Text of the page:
A tired joke for sure but hey, it’s early in the week.
A friend of mine graciously donated this Old Glory ship to me when he moved back to the West Coast. I hung on to it as I have a scenario for the French and Indian War involving a docked French ship, and as Sharp Practice has rekindled my interest in the period, I decided to slap some paint on her. I do have the ship’s cannon, but as they aren’t needed for the scenario I put them away for the time being.
Total impulse buy at Historicon, but when I saw this thing from Pulp Figures I “had” to have it. It’s already been put to use as a moveable deployment point in Sharp Practice. It’s a great sculpt. Everyone should have one, even if you don’t have a use for it.
Well, carts really but I couldn’t think of any catchy cart reference.
While at Historicon I participated in an interesting game titled “My Fair Demon Barber of the Opera: A Musical Celebration of Victorian Horror” (side note – the quote referenced in the linked blog from the Sweeney Todd player was from yours truly). Brigade Games sponsored the event and was kind enough to give all the players a coupon for 10% off at their booth.
As part of my usual convention haul from Brigade, I picked up these cart kits from 4Ground. The second edition of Sharp Practice has a few carts that can be taken as support elements, and these fit the bill nicely.
Nothing revolutionary here. Some quick assembly, paint jobs and basing and they’re ready to go.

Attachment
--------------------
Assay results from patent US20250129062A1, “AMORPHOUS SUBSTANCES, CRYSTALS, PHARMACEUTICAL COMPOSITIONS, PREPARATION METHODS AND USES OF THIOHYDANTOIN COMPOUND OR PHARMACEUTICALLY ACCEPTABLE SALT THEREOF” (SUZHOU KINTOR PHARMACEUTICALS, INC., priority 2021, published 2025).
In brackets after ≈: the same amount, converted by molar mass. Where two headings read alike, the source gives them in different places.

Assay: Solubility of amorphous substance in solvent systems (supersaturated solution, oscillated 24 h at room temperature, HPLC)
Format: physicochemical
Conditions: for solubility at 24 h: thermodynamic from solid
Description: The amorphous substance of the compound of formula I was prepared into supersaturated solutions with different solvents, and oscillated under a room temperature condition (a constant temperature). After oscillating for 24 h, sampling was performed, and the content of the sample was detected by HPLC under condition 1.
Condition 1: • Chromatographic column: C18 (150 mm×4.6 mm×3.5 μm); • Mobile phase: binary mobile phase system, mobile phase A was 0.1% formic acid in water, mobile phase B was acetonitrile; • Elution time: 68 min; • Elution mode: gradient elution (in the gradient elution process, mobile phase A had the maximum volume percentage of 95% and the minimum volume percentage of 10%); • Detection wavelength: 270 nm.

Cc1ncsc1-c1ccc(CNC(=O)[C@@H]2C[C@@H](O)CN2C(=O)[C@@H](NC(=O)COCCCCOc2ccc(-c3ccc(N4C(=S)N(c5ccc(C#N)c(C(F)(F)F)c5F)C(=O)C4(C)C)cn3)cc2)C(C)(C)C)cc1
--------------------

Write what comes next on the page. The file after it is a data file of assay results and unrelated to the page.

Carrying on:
A few gamers at the store have been selling others on the merits of Army Painter Quickshade, so I decided to give it a try. I need a little more practice with it, but overall I’m fairly pleased. In general it won’t produce any award winning masterpieces, but it is great for getting “line troops” finished up.
My first use was on these colonial settlers for Muskets & Tomahawks. They are a mix of Conquest and Old Glory figures. Not the best, but good enough for the tabletop.
Quite some time ago I painted these tents from Renedra with the intent of using them in Pulp and 18th Century North American gaming. They’ve never seen a table, so I thought that if I mounted them maybe then I’d be more apt to use them as terrain pieces/objectives – we’ll see. I simply flocked some wooden discs and rectangles from the craft store for the bases. The campfires are from Renedra and I believe that the muskets are from Conquest Miniatures.
Because of my recent obsession with Studio Tomahawk’s Muskets and Tomahawks rules, I have decided to knuckle down and complete all of my Colonial America projects before moving on to something else. I’ve been moving/storing/reorganizing this stuff for years, so I’d like to put it to use.
I’ve started by doing a little touch-up work on existing terrain. Some of these pieces have appeared on this blog (and other failed ones) before, but I think that they’re worth a second look.
These Woodland Indian long houses are some pre-paints from Conquest Miniatures that I bought on consignment. I repainted the blanket doors, dry brushed the exteriors to lighten them, and dry brushed the mossy flock with a yellow-green.
These totems are from Grand Manner, and I bought these painted as well. I flocked the bases to better match the rest of my terrain.
The following three pieces are all from Architects of War; a pigsty, family plot, and garden plot. I did some minor touch-ups on the paint jobs on all three.
Renedra’s Ramshackle Barn received a removable roof, some new flocking on the base, and some green algea stains on the lower parts of the boards.
And finally I reworked Renedra’s pontoon bridge by creating “wakes” for the pontoons using Woodland Scenics Water Effects and did some additional dry brushing on the planks to add some color and wear.
Adding to my long neglected FIW collection, I recently finished up a small 8 man unit of Colonial Rangers from Conquest Miniatures. These should come in handy for Muskets and Tomahawks as most of my fellow gamers seem to have chosen to paint French…